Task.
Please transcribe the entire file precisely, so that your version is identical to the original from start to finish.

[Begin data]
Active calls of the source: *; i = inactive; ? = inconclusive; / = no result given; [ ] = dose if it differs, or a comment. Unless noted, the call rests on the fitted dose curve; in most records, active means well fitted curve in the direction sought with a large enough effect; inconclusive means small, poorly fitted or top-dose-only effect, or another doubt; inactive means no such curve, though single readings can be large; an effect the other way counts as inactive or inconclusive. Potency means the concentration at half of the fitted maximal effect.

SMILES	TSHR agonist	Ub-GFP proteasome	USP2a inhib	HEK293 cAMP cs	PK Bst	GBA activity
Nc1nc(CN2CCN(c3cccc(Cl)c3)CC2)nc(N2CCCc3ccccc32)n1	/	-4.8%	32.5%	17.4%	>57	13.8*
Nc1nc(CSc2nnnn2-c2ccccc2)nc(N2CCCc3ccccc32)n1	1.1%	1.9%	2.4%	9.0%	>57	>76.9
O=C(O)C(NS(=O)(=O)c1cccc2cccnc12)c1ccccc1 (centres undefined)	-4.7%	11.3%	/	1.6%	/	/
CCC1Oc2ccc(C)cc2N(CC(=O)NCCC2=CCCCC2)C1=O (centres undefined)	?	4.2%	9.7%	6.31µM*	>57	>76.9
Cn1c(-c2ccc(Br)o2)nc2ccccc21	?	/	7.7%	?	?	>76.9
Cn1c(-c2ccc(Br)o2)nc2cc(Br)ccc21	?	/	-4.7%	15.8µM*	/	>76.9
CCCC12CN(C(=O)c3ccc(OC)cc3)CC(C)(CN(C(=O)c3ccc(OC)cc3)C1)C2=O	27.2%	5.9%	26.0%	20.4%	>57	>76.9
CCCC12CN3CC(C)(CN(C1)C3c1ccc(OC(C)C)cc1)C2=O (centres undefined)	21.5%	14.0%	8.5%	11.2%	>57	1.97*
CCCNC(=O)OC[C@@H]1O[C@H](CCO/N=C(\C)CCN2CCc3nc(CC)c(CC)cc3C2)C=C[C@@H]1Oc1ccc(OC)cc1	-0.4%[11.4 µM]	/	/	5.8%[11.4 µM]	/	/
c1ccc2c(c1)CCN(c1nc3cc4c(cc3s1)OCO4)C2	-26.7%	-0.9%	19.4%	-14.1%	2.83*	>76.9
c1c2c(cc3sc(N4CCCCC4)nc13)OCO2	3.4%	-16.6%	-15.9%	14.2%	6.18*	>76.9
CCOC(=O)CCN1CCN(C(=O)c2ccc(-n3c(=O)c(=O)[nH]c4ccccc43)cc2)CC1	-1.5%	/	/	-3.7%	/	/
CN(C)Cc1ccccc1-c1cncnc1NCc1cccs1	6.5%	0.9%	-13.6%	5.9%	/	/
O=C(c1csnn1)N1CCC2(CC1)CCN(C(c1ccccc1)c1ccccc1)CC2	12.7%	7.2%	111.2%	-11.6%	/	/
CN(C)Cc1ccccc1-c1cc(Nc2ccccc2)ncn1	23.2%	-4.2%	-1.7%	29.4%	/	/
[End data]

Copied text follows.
Active calls of the source: *; i = inactive; ? = inconclusive; / = no result given; [ ] = dose if it differs, or a comment. Unless noted, the call rests on the fitted dose curve; in most records, active means well fitted curve in the direction sought with a large enough effect; inconclusive means small, poorly fitted or top-dose-only effect, or another doubt; inactive means no such curve, though single readings can be large; an effect the other way counts as inactive or inconclusive. Potency means the concentration at half of the fitted maximal effect.

SMILES	TSHR agonist	Ub-GFP proteasome	USP2a inhib	HEK293 cAMP cs	PK Bst	GBA activity
Nc1nc(CN2CCN(c3cccc(Cl)c3)CC2)nc(N2CCCc3ccccc32)n1	/	-4.8%	32.5%	17.4%	>57	13.8*
Nc1nc(CSc2nnnn2-c2ccccc2)nc(N2CCCc3ccccc32)n1	1.1%	1.9%	2.4%	9.0%	>57	>76.9
O=C(O)C(NS(=O)(=O)c1cccc2cccnc12)c1ccccc1 (centres undefined)	-4.7%	11.3%	/	1.6%	/	/
CCC1Oc2ccc(C)cc2N(CC(=O)NCCC2=CCCCC2)C1=O (centres undefined)	?	4.2%	9.7%	6.31µM*	>57	>76.9
Cn1c(-c2ccc(Br)o2)nc2ccccc21	?	/	7.7%	?	?	>76.9
Cn1c(-c2ccc(Br)o2)nc2cc(Br)ccc21	?	/	-4.7%	15.8µM*	/	>76.9
CCCC12CN(C(=O)c3ccc(OC)cc3)CC(C)(CN(C(=O)c3ccc(OC)cc3)C1)C2=O	27.2%	5.9%	26.0%	20.4%	>57	>76.9
CCCC12CN3CC(C)(CN(C1)C3c1ccc(OC(C)C)cc1)C2=O (centres undefined)	21.5%	14.0%	8.5%	11.2%	>57	1.97*
CCCNC(=O)OC[C@@H]1O[C@H](CCO/N=C(\C)CCN2CCc3nc(CC)c(CC)cc3C2)C=C[C@@H]1Oc1ccc(OC)cc1	-0.4%[11.4 µM]	/	/	5.8%[11.4 µM]	/	/
c1ccc2c(c1)CCN(c1nc3cc4c(cc3s1)OCO4)C2	-26.7%	-0.9%	19.4%	-14.1%	2.83*	>76.9
c1c2c(cc3sc(N4CCCCC4)nc13)OCO2	3.4%	-16.6%	-15.9%	14.2%	6.18*	>76.9
CCOC(=O)CCN1CCN(C(=O)c2ccc(-n3c(=O)c(=O)[nH]c4ccccc43)cc2)CC1	-1.5%	/	/	-3.7%	/	/
CN(C)Cc1ccccc1-c1cncnc1NCc1cccs1	6.5%	0.9%	-13.6%	5.9%	/	/
O=C(c1csnn1)N1CCC2(CC1)CCN(C(c1ccccc1)c1ccccc1)CC2	12.7%	7.2%	111.2%	-11.6%	/	/
CN(C)Cc1ccccc1-c1cc(Nc2ccccc2)ncn1	23.2%	-4.2%	-1.7%	29.4%	/	/